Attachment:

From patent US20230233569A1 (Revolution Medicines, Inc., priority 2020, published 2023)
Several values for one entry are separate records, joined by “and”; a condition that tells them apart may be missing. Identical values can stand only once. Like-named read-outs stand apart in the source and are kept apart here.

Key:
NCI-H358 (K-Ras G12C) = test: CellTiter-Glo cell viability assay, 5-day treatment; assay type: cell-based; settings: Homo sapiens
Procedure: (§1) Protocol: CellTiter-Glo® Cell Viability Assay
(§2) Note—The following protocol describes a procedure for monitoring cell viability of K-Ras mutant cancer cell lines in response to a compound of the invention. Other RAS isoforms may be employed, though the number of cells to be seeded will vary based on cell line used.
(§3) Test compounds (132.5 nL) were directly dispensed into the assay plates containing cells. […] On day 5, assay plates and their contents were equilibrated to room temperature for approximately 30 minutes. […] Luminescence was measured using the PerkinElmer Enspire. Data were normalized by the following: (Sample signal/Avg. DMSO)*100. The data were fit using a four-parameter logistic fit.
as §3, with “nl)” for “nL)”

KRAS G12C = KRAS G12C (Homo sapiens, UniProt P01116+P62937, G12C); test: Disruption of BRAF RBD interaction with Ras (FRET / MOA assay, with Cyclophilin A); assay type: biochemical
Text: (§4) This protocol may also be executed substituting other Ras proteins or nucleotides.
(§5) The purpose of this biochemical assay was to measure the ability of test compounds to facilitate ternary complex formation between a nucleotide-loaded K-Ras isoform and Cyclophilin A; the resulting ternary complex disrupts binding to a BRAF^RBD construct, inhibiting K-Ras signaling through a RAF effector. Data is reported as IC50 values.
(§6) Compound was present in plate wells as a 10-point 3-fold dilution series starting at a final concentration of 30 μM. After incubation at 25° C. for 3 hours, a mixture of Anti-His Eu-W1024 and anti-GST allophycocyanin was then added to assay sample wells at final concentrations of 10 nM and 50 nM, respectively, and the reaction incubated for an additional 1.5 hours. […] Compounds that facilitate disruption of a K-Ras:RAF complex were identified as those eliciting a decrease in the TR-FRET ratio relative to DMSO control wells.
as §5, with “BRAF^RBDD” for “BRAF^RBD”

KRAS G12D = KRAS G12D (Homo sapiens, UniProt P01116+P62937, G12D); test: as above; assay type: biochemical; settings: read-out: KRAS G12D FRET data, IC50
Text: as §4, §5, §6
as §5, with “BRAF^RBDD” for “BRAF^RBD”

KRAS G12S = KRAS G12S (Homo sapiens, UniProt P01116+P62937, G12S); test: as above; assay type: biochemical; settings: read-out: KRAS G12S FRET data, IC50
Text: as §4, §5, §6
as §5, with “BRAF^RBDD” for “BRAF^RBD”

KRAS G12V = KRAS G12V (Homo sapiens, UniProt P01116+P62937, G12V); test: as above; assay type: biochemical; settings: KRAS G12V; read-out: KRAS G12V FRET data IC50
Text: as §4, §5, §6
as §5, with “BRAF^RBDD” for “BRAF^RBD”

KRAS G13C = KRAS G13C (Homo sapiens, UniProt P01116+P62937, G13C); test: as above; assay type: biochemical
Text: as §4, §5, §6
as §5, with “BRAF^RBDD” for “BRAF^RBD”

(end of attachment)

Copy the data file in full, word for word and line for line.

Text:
From patent US20230233569A1 (Revolution Medicines, Inc., priority 2020, published 2023)
Several values for one entry are separate records, joined by “and”; a condition that tells them apart may be missing. Identical values can stand only once. Like-named read-outs stand apart in the source and are kept apart here.

Key:
NCI-H358 (K-Ras G12C) = test: CellTiter-Glo cell viability assay, 5-day treatment; assay type: cell-based; settings: Homo sapiens
Procedure: (§1) Protocol: CellTiter-Glo® Cell Viability Assay
(§2) Note—The following protocol describes a procedure for monitoring cell viability of K-Ras mutant cancer cell lines in response to a compound of the invention. Other RAS isoforms may be employed, though the number of cells to be seeded will vary based on cell line used.
(§3) Test compounds (132.5 nL) were directly dispensed into the assay plates containing cells. […] On day 5, assay plates and their contents were equilibrated to room temperature for approximately 30 minutes. […] Luminescence was measured using the PerkinElmer Enspire. Data were normalized by the following: (Sample signal/Avg. DMSO)*100. The data were fit using a four-parameter logistic fit.
as §3, with “nl)” for “nL)”

KRAS G12C = KRAS G12C (Homo sapiens, UniProt P01116+P62937, G12C); test: Disruption of BRAF RBD interaction with Ras (FRET / MOA assay, with Cyclophilin A); assay type: biochemical
Text: (§4) This protocol may also be executed substituting other Ras proteins or nucleotides.
(§5) The purpose of this biochemical assay was to measure the ability of test compounds to facilitate ternary complex formation between a nucleotide-loaded K-Ras isoform and Cyclophilin A; the resulting ternary complex disrupts binding to a BRAF^RBD construct, inhibiting K-Ras signaling through a RAF effector. Data is reported as IC50 values.
(§6) Compound was present in plate wells as a 10-point 3-fold dilution series starting at a final concentration of 30 μM. After incubation at 25° C. for 3 hours, a mixture of Anti-His Eu-W1024 and anti-GST allophycocyanin was then added to assay sample wells at final concentrations of 10 nM and 50 nM, respectively, and the reaction incubated for an additional 1.5 hours. […] Compounds that facilitate disruption of a K-Ras:RAF complex were identified as those eliciting a decrease in the TR-FRET ratio relative to DMSO control wells.
as §5, with “BRAF^RBDD” for “BRAF^RBD”

KRAS G12D = KRAS G12D (Homo sapiens, UniProt P01116+P62937, G12D); test: as above; assay type: biochemical; settings: read-out: KRAS G12D FRET data, IC50
Text: as §4, §5, §6
as §5, with “BRAF^RBDD” for “BRAF^RBD”

KRAS G12S = KRAS G12S (Homo sapiens, UniProt P01116+P62937, G12S); test: as above; assay type: biochemical; settings: read-out: KRAS G12S FRET data, IC50
Text: as §4, §5, §6
as §5, with “BRAF^RBDD” for “BRAF^RBD”

KRAS G12V = KRAS G12V (Homo sapiens, UniProt P01116+P62937, G12V); test: as above; assay type: biochemical; settings: KRAS G12V; read-out: KRAS G12V FRET data IC50
Text: as §4, §5, §6
as §5, with “BRAF^RBDD” for “BRAF^RBD”

KRAS G13C = KRAS G13C (Homo sapiens, UniProt P01116+P62937, G13C); test: as above; assay type: biochemical
Text: as §4, §5, §6
as §5, with “BRAF^RBDD” for “BRAF^RBD”